Safety communications related to TSB investigation (R16T0111)

Safety communications related to TSB investigation (R16T0111) into the June 2016 uncontrolled movement of rolling stock at MacMillan Yard, Vaughan, Ontario

The occurrence

On 17 June 2016, a Canadian National Railway (CN) crew was performing switching operations using a remote control locomotive system in MacMillan Yard, located in Vaughan, near Toronto, Ontario. The crew was pulling 72 loaded cars and 2 empty cars southward from the yard toward the York 3 main track, in order to clear the switch at the south end of the Halton outbound track, when it lost control of the cars. The group of cars rolled uncontrolled for about 3 miles, reaching almost 30 mph before coming to a stop. There were no injuries. There was no release of dangerous goods and no derailment.

TSB recommendations

The Canadian Transportation Accident Investigation and Safety Board Act specifically provides for the Board to make recommendations to address systemic safety deficiencies posing significant risks to the transportation system and, therefore, warranting the attention of regulators and industry. Under the Act, federal ministers must formally respond to TSB recommendations within 90 days and explain how they have addressed or will address the safety deficiencies.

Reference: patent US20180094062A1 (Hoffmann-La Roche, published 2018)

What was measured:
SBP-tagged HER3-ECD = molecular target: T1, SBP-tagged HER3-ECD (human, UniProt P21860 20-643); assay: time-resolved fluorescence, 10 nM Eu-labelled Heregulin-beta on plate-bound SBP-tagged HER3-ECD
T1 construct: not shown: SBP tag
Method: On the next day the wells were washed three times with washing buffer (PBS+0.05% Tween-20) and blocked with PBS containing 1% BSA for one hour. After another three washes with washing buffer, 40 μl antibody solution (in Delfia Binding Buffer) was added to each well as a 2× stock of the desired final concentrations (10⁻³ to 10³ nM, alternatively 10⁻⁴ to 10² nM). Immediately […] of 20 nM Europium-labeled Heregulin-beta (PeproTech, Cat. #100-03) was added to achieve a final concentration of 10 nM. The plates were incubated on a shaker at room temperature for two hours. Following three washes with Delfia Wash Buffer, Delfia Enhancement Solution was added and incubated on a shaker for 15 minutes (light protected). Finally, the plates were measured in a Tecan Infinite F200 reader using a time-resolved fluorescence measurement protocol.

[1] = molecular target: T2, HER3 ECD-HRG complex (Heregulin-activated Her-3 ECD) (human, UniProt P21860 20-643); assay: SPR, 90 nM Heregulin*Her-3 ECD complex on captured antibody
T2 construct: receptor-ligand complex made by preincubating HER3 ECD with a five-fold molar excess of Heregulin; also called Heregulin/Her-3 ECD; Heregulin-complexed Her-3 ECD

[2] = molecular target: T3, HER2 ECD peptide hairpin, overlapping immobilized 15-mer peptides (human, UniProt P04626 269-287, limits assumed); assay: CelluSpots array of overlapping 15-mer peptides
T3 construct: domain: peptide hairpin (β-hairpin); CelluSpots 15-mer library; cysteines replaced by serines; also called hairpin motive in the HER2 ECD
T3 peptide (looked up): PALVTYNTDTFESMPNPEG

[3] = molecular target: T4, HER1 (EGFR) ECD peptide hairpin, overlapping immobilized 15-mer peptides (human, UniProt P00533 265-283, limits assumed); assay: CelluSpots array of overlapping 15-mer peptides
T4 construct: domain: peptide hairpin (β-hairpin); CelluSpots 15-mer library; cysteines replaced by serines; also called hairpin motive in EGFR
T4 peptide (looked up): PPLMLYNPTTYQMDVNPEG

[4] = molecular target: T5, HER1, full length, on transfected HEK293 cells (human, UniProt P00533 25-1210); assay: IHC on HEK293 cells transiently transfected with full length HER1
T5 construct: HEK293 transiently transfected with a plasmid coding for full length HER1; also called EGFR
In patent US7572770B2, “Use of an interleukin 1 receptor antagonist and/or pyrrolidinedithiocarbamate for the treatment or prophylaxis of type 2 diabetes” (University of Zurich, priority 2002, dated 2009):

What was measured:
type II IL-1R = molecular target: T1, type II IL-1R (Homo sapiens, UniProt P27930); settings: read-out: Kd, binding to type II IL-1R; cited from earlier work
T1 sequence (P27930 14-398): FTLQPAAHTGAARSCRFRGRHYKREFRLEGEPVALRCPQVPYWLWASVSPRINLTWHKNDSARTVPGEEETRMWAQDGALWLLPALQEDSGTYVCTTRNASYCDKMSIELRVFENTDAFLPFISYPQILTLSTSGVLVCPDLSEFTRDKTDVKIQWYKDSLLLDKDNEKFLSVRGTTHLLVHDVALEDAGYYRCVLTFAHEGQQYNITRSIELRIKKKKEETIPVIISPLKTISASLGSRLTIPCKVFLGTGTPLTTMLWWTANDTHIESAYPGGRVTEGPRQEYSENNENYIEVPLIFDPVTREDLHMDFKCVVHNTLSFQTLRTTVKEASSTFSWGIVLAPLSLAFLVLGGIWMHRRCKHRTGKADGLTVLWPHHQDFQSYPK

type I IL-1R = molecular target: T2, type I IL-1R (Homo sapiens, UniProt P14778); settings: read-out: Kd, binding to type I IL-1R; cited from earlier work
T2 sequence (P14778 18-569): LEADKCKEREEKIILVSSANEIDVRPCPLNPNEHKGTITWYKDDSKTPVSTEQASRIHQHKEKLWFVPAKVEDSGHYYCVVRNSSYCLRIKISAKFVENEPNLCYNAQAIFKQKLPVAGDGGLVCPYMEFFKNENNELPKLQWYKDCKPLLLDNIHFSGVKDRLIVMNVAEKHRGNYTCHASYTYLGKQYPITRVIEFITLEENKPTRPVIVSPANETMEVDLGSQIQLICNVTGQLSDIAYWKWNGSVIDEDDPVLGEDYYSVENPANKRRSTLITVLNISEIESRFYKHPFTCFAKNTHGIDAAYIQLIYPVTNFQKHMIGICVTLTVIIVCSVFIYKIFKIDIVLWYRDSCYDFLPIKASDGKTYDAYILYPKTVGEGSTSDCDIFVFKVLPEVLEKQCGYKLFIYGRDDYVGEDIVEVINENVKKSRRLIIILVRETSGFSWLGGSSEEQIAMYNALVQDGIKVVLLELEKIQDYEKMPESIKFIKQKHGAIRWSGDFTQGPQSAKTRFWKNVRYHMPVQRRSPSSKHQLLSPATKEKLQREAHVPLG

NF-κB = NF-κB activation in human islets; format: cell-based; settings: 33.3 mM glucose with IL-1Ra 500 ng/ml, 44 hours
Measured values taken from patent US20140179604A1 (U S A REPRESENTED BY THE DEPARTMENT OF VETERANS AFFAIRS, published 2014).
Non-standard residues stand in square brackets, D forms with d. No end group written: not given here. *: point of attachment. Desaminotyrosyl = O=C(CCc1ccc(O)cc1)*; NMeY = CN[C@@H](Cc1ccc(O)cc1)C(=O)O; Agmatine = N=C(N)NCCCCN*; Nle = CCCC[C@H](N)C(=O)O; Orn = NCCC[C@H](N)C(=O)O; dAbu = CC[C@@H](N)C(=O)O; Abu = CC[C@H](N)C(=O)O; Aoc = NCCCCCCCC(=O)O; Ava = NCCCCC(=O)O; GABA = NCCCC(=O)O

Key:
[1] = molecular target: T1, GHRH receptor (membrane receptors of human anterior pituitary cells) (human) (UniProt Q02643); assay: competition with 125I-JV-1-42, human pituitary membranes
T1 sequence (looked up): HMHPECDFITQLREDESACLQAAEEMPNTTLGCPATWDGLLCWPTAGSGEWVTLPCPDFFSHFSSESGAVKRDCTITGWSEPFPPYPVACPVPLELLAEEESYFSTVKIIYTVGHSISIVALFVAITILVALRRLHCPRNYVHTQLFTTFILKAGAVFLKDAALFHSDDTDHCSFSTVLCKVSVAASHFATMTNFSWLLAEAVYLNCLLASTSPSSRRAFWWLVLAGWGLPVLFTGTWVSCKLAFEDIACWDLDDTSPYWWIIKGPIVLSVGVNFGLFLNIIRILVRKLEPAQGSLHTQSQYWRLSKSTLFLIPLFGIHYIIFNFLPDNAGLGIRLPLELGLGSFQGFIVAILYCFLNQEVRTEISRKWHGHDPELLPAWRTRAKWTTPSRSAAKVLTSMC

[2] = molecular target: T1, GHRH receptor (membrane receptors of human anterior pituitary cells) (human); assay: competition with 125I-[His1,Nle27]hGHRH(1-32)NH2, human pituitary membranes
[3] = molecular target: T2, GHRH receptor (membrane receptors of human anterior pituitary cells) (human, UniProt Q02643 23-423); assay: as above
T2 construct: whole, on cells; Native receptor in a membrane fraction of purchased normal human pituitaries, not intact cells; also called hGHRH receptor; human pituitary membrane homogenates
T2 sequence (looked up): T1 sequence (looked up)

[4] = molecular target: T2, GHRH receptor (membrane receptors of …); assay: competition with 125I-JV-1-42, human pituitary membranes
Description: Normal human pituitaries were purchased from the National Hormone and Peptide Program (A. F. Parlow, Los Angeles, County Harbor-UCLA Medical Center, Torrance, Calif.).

Recommendation made on 27 June 2018

The Railway Employee Qualification Standards Regulations came into force more than 30 years ago. Since that time, there have been significant operational changes in the rail industry, including the following:

  • The size of crews has been reduced.
  • Remote control locomotive system (RCLS) operations have been widely implemented.
  • The periodic use of management crews has become more widely implemented.

Under the current regulations, locomotive engineers are required to receive recurrent training in locomotive operation and train handling. They are trained to recognize characteristics of the train, the characteristics of the territory, anticipate the train's response and must adapt its operation to negotiate changes in terrain as well as to comply with signal indications and rail traffic controller instructions.

Conductors, on the other hand, receive little training in locomotive operation or train handling, and the current regulations do not require such training. However, in Canada, conductors can transfer groups of cars (or assignments) in railway yards using remote control locomotive systems. These assignments can enter the main track and are allowed to travel as far as 20 miles at speeds of up to 15 mph, with no tonnage or train length restrictions.

Since 2002, TSB has conducted 6 investigations (including this occurrence) that were directly related to deficiencies in operating crew training and/or related gaps in the regulations.Footnote 1 Transport Canada (TC) has recognized the need to update the regulations on several occasions:

  • In 2003, TC indicated that it was planning to review the regulations in fall 2003.